My company is a leader in integrated podcast marketing, which simply means the podcasts we produce for our customers are an integral part of a larger and more comprehensive marketing plan. In any case, we produce a lot of podcasts. One of our clients is a company called ProSource. ProSource is a fitness supplement company that has a product endorsed by eight-time Mr. Olympia, Ronnie Coleman. They brought Ronnie to the recording studio in my office and we created a 30 minute video podcast. This podcast was viewed 30,000 times in the last 30 days and currently gets over 1,000 views a day. Ronnie Coleman is a celebrity and arguably one of the greatest bodybuilders of all time. He is worth watching! A video podcast made perfect sense in this case.
Now, if ProSource just wanted to have one of their salespeople discuss the benefits and differences of their protein bars, it still may be interesting content worth listening to but not worth watching (no offence to their salespeople). Who would want to watch two average people sitting in a studio talking?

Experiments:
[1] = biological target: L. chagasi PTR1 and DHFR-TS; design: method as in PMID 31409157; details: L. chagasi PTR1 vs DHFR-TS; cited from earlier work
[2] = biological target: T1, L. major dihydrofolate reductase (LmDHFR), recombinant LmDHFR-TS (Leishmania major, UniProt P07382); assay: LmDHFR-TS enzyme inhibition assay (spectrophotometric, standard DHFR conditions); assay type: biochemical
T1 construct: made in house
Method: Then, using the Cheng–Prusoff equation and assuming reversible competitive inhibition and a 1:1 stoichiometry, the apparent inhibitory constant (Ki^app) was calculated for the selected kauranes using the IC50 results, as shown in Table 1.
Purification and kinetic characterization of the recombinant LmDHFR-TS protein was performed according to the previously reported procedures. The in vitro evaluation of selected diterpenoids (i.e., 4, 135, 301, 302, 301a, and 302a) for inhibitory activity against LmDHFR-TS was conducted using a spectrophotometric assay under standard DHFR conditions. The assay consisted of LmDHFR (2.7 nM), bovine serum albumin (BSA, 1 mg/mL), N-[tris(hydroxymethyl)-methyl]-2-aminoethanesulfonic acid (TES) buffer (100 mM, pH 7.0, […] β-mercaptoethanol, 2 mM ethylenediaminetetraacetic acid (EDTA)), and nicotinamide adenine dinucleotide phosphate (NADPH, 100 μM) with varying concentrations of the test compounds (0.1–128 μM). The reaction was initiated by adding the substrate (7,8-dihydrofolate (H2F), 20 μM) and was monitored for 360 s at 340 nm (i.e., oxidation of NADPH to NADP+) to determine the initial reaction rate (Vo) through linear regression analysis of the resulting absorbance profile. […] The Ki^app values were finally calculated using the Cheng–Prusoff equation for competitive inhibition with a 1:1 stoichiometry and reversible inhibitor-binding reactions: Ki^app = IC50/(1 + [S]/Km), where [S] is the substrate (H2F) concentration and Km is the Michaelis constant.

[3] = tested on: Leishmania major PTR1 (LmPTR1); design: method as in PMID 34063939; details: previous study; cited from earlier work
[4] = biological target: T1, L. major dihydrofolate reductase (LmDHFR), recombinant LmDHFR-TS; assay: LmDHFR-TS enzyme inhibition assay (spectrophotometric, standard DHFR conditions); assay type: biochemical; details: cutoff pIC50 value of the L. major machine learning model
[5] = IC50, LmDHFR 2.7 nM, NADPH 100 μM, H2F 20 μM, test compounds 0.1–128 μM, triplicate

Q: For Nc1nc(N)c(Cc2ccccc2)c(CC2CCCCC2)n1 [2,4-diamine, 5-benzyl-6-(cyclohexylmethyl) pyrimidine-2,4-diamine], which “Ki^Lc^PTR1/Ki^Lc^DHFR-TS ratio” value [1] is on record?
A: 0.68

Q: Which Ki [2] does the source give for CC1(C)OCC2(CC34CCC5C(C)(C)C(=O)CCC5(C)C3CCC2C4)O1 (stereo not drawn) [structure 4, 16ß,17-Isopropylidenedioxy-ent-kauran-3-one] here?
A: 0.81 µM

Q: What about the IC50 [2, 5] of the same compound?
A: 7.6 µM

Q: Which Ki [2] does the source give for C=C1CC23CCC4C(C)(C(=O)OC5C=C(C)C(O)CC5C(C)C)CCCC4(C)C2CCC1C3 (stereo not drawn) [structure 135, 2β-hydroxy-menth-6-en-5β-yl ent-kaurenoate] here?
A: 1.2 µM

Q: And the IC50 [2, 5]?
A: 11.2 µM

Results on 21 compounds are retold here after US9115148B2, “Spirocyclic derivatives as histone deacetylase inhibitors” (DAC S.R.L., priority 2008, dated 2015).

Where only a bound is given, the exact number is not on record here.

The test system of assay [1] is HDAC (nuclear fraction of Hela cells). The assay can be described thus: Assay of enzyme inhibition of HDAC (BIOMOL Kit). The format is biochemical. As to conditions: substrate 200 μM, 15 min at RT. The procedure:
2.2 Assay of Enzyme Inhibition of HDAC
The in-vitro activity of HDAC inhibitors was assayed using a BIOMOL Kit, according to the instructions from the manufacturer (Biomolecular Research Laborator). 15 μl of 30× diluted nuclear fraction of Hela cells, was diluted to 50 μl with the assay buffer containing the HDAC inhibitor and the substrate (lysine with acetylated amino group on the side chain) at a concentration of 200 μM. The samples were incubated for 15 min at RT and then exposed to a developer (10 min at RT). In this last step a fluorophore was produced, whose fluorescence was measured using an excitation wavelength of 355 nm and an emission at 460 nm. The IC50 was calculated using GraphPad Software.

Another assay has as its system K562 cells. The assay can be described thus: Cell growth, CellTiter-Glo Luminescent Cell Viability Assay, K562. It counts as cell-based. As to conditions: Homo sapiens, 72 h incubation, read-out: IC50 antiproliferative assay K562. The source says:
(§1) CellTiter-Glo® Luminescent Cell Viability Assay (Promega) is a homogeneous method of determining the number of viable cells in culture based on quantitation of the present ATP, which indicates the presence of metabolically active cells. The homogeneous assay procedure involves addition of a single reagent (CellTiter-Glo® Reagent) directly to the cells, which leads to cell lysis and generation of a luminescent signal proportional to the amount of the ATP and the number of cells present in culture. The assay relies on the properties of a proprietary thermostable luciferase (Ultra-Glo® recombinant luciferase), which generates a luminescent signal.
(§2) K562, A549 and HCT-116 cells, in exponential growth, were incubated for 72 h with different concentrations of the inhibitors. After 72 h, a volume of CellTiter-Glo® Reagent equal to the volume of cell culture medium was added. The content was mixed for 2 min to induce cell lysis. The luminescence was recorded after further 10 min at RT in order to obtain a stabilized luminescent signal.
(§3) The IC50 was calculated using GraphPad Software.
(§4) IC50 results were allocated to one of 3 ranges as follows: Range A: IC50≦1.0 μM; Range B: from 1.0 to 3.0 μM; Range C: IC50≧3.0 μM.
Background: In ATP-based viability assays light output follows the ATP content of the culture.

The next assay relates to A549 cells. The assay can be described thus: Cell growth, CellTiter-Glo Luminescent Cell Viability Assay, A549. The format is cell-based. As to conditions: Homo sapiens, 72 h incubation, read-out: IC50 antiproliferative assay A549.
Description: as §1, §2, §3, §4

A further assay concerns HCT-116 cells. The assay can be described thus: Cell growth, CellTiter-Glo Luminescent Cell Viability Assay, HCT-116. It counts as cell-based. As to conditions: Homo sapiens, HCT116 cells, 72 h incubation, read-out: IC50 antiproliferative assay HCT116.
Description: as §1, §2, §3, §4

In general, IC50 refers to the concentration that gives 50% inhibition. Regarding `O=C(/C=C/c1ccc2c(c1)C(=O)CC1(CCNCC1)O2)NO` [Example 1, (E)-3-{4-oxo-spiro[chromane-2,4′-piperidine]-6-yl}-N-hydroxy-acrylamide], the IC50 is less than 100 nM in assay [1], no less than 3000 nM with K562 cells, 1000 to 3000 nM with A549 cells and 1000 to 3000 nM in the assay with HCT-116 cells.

My point is, that everything has its place. Both audio and video podcasts are incredibly powerful marketing tools, but to choose video over audio just because it’s available is a huge mistake. Both formats are very content specific. Let the content—not the hype—determine when you use video over audio. Because when all is said and done and the dust settles, we may just find that video killed the video star.
Copyright 2007 Single Throw Inc.
Larry Bailin is a sought after public speaker, author of the Internet Marketing Book, “Mommy Where do Customers Come From?”® and CEO of Single Throw, an Internet Marketing consulting firm that has helped hundreds of businesses develop successful Internet Marketing strategies.